From 1948, when Columbia Records introduced the LP, to 1955, the dominant format for the 33 1/3 rpm disc was a 10" version that usually held eight tracks. As of 1955, the better-known 12" version came to the fore. RCA Victor Records, which initially opposed the LP, had given in by 1952, when its leading artist Perry Como issued several of the 10" albums. One was a newly recorded set called TV Favorites, a collection of song standards such as "You'll Never Walk Alone," "Summertime," and "Over the Rainbow." Another was a revamped version of his 1949 album of 78s, Supper Club Favorites (the Chesterfield Supper Club was the initial name of his radio and later television show). This one was a hits compilation featuring number one singles, like "Prisoner of Love," "'Till the End of Time," and "If," that Como had scored between 1945 and 1951. Collectables Records' 2001 CD compilation TV Favorites contains all eight tracks from both these original 10" LPs, plus eight tracks culled from Como's first 12" LP, 1955's So Smooth, for a 24-track collection running more than 73 minutes. The result is a good sampling of Como's early hits and his performances of some classic pop songs between 1945 and 1955. That said, the collection could have been better assembled. It would have made more sense to sequence the Supper Club Favorites tracks before the TV Favorites tracks to make the album roughly chronological. And rather than using the So Smooth tracks, it would have made more sense to use a third 10" album, A Sentimental Date With Perry Como. The earlier material presents Como as the belter he was in the 1940s and early '50s, while the 1955 recordings are much more in his relaxed style, and the difference is noticeable.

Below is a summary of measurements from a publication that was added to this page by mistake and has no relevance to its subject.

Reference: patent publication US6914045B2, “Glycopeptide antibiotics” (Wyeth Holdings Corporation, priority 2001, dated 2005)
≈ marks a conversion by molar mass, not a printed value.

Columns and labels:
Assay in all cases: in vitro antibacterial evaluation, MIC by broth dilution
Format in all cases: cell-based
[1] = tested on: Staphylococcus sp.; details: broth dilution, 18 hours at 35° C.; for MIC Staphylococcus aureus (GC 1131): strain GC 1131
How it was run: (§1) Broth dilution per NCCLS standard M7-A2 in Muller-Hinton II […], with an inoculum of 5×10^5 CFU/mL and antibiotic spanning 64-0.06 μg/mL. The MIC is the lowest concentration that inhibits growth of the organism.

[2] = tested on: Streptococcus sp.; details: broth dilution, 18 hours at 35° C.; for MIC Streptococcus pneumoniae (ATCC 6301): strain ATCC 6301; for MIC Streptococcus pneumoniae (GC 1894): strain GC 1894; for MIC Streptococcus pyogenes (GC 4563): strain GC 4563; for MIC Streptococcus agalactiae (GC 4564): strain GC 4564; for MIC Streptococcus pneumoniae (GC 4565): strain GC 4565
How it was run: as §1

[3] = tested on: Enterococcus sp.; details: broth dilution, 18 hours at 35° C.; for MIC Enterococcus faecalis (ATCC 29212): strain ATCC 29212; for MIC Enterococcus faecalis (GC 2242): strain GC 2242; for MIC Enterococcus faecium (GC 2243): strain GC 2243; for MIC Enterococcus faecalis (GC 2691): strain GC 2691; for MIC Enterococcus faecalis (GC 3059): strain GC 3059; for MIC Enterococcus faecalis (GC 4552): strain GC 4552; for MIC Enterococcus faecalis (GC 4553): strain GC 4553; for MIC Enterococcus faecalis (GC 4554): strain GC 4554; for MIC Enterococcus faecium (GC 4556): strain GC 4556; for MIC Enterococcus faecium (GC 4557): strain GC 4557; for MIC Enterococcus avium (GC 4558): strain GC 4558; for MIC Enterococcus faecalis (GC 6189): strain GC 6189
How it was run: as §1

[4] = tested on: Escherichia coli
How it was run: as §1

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AllMusic Review by William Ruhlmann